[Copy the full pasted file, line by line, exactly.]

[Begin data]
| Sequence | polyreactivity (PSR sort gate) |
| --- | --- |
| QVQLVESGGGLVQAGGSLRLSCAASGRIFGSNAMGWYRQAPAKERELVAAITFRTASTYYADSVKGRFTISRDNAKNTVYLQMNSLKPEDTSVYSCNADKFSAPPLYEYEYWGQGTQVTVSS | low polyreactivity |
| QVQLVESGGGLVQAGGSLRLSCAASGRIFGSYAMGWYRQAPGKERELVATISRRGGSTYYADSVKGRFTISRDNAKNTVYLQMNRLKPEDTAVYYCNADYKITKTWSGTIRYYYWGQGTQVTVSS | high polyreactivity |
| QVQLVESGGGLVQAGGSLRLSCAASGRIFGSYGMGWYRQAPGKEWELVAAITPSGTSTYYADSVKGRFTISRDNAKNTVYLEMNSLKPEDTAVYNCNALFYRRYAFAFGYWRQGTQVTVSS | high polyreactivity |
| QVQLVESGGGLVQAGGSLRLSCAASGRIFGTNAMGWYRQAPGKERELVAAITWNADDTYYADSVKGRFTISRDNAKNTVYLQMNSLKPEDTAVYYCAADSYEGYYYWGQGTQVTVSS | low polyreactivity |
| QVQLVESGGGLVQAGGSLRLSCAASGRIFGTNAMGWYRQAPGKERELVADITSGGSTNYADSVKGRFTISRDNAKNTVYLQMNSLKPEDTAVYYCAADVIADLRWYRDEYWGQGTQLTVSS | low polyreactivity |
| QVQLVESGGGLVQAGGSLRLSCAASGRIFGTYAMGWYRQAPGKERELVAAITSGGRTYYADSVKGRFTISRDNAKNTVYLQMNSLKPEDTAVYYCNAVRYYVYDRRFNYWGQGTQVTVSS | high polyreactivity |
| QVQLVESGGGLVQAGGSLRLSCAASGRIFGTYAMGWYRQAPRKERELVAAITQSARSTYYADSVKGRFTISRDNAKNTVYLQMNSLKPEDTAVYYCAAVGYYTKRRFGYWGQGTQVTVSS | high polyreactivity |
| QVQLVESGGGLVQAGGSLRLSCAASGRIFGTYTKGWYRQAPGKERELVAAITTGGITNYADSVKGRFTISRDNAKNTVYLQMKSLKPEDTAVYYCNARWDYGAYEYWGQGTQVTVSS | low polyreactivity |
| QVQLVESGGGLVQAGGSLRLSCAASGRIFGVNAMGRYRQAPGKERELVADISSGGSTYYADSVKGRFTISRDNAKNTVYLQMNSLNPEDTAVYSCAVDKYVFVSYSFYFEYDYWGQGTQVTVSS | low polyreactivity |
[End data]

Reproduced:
| Sequence | polyreactivity (PSR sort gate) |
| --- | --- |
| QVQLVESGGGLVQAGGSLRLSCAASGRIFGSNAMGWYRQAPAKERELVAAITFRTASTYYADSVKGRFTISRDNAKNTVYLQMNSLKPEDTSVYSCNADKFSAPPLYEYEYWGQGTQVTVSS | low polyreactivity |
| QVQLVESGGGLVQAGGSLRLSCAASGRIFGSYAMGWYRQAPGKERELVATISRRGGSTYYADSVKGRFTISRDNAKNTVYLQMNRLKPEDTAVYYCNADYKITKTWSGTIRYYYWGQGTQVTVSS | high polyreactivity |
| QVQLVESGGGLVQAGGSLRLSCAASGRIFGSYGMGWYRQAPGKEWELVAAITPSGTSTYYADSVKGRFTISRDNAKNTVYLEMNSLKPEDTAVYNCNALFYRRYAFAFGYWRQGTQVTVSS | high polyreactivity |
| QVQLVESGGGLVQAGGSLRLSCAASGRIFGTNAMGWYRQAPGKERELVAAITWNADDTYYADSVKGRFTISRDNAKNTVYLQMNSLKPEDTAVYYCAADSYEGYYYWGQGTQVTVSS | low polyreactivity |
| QVQLVESGGGLVQAGGSLRLSCAASGRIFGTNAMGWYRQAPGKERELVADITSGGSTNYADSVKGRFTISRDNAKNTVYLQMNSLKPEDTAVYYCAADVIADLRWYRDEYWGQGTQLTVSS | low polyreactivity |
| QVQLVESGGGLVQAGGSLRLSCAASGRIFGTYAMGWYRQAPGKERELVAAITSGGRTYYADSVKGRFTISRDNAKNTVYLQMNSLKPEDTAVYYCNAVRYYVYDRRFNYWGQGTQVTVSS | high polyreactivity |
| QVQLVESGGGLVQAGGSLRLSCAASGRIFGTYAMGWYRQAPRKERELVAAITQSARSTYYADSVKGRFTISRDNAKNTVYLQMNSLKPEDTAVYYCAAVGYYTKRRFGYWGQGTQVTVSS | high polyreactivity |
| QVQLVESGGGLVQAGGSLRLSCAASGRIFGTYTKGWYRQAPGKERELVAAITTGGITNYADSVKGRFTISRDNAKNTVYLQMKSLKPEDTAVYYCNARWDYGAYEYWGQGTQVTVSS | low polyreactivity |
| QVQLVESGGGLVQAGGSLRLSCAASGRIFGVNAMGRYRQAPGKERELVADISSGGSTYYADSVKGRFTISRDNAKNTVYLQMNSLNPEDTAVYSCAVDKYVFVSYSFYFEYDYWGQGTQVTVSS | low polyreactivity |